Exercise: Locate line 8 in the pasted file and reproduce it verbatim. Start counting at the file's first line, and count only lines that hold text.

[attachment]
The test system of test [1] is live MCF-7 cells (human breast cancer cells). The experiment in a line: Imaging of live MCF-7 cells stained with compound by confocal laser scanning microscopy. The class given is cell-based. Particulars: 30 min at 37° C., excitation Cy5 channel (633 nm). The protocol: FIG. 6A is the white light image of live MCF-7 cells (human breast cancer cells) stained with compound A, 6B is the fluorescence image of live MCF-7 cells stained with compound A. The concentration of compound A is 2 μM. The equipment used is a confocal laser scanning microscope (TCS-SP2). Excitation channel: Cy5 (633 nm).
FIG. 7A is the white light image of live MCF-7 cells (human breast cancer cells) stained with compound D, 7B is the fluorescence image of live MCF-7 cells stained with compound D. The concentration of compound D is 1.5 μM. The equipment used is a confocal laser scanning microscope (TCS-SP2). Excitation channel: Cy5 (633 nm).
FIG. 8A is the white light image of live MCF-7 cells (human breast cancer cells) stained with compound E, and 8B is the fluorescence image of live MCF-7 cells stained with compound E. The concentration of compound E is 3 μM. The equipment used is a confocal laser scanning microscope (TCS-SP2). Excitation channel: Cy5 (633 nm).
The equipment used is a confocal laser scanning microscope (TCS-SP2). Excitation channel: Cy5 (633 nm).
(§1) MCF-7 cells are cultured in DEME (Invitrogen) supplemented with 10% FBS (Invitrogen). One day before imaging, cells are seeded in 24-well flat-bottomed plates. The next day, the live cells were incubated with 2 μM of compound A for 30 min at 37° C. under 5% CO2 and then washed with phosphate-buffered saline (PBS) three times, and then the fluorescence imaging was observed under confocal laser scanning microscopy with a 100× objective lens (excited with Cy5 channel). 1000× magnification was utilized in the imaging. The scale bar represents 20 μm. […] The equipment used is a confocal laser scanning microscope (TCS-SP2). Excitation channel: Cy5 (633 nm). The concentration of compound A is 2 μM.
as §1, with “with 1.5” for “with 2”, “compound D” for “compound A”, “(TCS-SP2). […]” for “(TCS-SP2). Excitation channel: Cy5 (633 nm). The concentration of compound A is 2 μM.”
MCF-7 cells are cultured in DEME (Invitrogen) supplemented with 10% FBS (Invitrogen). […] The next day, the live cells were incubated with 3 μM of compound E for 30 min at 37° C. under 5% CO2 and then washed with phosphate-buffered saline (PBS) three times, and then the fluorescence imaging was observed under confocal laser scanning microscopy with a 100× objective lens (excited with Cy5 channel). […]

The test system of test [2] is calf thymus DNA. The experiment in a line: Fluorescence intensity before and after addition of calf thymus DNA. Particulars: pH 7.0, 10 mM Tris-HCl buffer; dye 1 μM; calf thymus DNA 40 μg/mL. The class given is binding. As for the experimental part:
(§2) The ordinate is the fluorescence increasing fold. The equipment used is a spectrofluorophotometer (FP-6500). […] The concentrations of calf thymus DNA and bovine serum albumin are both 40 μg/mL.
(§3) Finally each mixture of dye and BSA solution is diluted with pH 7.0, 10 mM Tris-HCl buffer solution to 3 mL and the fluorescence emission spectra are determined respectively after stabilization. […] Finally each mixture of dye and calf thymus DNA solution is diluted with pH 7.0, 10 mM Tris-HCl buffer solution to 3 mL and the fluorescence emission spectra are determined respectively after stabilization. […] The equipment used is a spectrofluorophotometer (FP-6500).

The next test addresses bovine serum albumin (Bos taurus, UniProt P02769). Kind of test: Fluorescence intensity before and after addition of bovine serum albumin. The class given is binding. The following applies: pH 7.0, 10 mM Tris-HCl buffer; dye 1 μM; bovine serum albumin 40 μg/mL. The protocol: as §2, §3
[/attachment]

The test system of test [2] is calf thymus DNA. The experiment in a line: Fluorescence intensity before and after addition of calf thymus DNA. Particulars: pH 7.0, 10 mM Tris-HCl buffer; dye 1 μM; calf thymus DNA 40 μg/mL. The class given is binding. As for the experimental part: